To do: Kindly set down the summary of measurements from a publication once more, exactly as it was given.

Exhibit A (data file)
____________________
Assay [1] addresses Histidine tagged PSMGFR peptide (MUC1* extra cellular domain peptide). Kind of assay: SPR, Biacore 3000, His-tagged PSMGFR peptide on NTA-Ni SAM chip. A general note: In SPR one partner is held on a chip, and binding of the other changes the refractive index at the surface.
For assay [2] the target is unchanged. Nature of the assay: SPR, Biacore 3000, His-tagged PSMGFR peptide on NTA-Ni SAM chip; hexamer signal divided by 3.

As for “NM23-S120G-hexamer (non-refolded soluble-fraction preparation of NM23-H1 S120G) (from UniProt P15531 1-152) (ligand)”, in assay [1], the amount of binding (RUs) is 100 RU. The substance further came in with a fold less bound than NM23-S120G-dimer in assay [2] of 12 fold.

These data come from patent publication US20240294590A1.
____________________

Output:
Assay [1] addresses Histidine tagged PSMGFR peptide (MUC1* extra cellular domain peptide). Kind of assay: SPR, Biacore 3000, His-tagged PSMGFR peptide on NTA-Ni SAM chip. A general note: In SPR one partner is held on a chip, and binding of the other changes the refractive index at the surface.
For assay [2] the target is unchanged. Nature of the assay: SPR, Biacore 3000, His-tagged PSMGFR peptide on NTA-Ni SAM chip; hexamer signal divided by 3.

As for “NM23-S120G-hexamer (non-refolded soluble-fraction preparation of NM23-H1 S120G) (from UniProt P15531 1-152) (ligand)”, in assay [1], the amount of binding (RUs) is 100 RU. The substance further came in with a fold less bound than NM23-S120G-dimer in assay [2] of 12 fold.

These data come from patent publication US20240294590A1.